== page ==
Barbary Coast, San Francisco, California

Barbary Coast, San Francisco, California

Barbary Coast was a pleasure quarter in old San Francisco, California. The neighborhood quickly took on its seedy character during the California Gold Rush (1848 - 1858). It was known for gambling, prostitution and crime. It is now overlapped by Chinatown, North Beach, and the Financial District.


The Barbary Coast District was roughly the nine blocks bounded by Montgomery Street, Washington Street, Stockton Street, and Broadway. Particularly notorious was Pacific Avenue, one of the earliest streets to be cut through the hills, which led directly from the wharf at Clark's point to the center of town, near Portsmouth Square.


The Barbary Coast was an outgrowth of Sydney-Town, the area at the foot of Broadway and Pacific Street formerly inhabited by the Sydney Ducks, though the area was already a hotbed of prostitution and vice by the time the Australian immigrants arrived. The neighborhood acquired its new name sometime around 1860 from the name of the coast of North Africa (Morocco, Algeria, Tunisia, Libya, and Egypt) where Arab pirates attacked Mediterranean ships. The name Barbary is derived from the Berbers.

"The Barbary Coast is the haunt of the low and the vile of every kind. The petty thief, the house burglar, the tramp, the whoremonger, lewd women, cutthroats, murderers, all are found here. Dance-halls and concert-saloons, where blear-eyed men and faded women drink vile liquor, smoke offensive tobacco, engage in vulgar conduct, sing obscene songs and say and do everything to heap upon themselves more degradation, are numerous. Low gambling houses, thronged with riot-loving rowdies, in all stages of intoxication, are there. Opium dens, where heathen Chinese and God-forsaken men and women are sprawled in miscellaneous confusion, disgustingly drowsy or completely overcome, are there. Licentiousness, debauchery, pollution, loathsome disease, insanity from dissipation, misery, poverty, wealth, profanity, blasphemy, and death, are there. And Hell, yawning to receive the putrid mass, is there also." [cite book
first=Benjamin Estelle
title=Lights and Shades of San Francisco
comment=quoted by Asbury

The Barbary Coast rose from the massive infusion of treasure-seeking argonauts during the Gold Rush. Men from Europe, Asia, South America, Australia and the eastern United States sailed into San Francisco Bay bound for the Mother Lode, many only staying in the gold fields briefly before returning to San Francisco broke or with tiny leather sacks of nuggets and gold dust.

At the end of 1849, out of a population of between 20,000 and 25,000, only about 300 were women and an estimated almost two-thirds of those were prostitutes.cite book
publisher=Alfred A. Knopf
title=The Barbary Coast – An Informal History of the San Francisco Underworld
] Miners, sailors, and sojourners hungry for female companionship and bawdy entertainment continued to stream into San Francisco in the 1850s and 60s becoming the Barbary Coast's primary clientèle. As the city exploded with the new arrivals, some with shady pasts, soon a wide variety of land sharks, con artists, pimps, and prostitutes staked out an area designed to pluck the gold and silver from the pockets of men through liquor, lust, laudanum-laced libations, or just a hard knock on the head.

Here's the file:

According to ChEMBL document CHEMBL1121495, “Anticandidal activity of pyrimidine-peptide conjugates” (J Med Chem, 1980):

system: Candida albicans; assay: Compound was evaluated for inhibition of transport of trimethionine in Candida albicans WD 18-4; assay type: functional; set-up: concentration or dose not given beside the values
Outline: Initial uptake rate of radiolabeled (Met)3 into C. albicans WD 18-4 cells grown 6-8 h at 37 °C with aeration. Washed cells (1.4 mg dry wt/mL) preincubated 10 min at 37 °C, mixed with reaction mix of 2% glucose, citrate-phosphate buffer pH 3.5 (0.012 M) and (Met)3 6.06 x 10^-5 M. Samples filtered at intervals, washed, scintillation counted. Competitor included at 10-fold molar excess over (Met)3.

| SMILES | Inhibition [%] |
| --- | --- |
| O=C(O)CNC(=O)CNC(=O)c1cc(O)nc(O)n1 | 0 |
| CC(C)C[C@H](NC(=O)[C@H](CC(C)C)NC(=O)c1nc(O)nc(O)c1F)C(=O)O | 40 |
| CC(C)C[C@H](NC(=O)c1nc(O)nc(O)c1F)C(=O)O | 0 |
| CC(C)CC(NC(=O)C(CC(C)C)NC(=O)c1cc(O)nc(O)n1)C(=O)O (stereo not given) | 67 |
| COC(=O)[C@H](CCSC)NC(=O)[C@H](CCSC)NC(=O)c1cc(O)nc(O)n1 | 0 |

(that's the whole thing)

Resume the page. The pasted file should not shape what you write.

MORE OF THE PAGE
Sailors in particular had cause to dread the area because the art of shanghaiing was perfected. Many a sailor woke up after a night's leave to find himself unexpectedly on another ship bound for some faraway port. When there was a shortage of sailors for departing ships any able-bodied man who wandered into the wrong saloon, or drank with the wrong companion, could wake up with a mysterious hangover onboard a ship. Crime in the streets and corruption in the government offices plagued San Francisco in the 1850s.

Nearly all drinking and dancing establishments in the area were destroyed in the fire that followed the 1906 earthquake, but within months a dozen or so were rebuilt and back in business. Upon the ousting of Eugene Schmitz from the mayor's office and following the P. H. McCarthy administration, the election of James Rolph Jr, the demise the Barbary coast as a vice zone picked up steam. Between the 1913 anti-vice campaigns led by the San Francisco Examiner and the passage of the 1914 Red Light Abatement Act, the Barbary Coast was effectively diminished and vice activities hidden from view. In 1917 the San Francisco Police blockaded the neighborhood and evicted the prostitutes. [] .

ee also

* The Infamous Australian Bushranger Frank Gardiner also lived in this area after his exile from Australia
* Port of San Francisco
* "Barbary Coast" (1935 film)


External links

* [ 1871 account of a walk through The Barbary Coast]
* [ San Francisco History: The Barbary Coast]
* [ Barbary Coast (1935 movie) at the IMDB]

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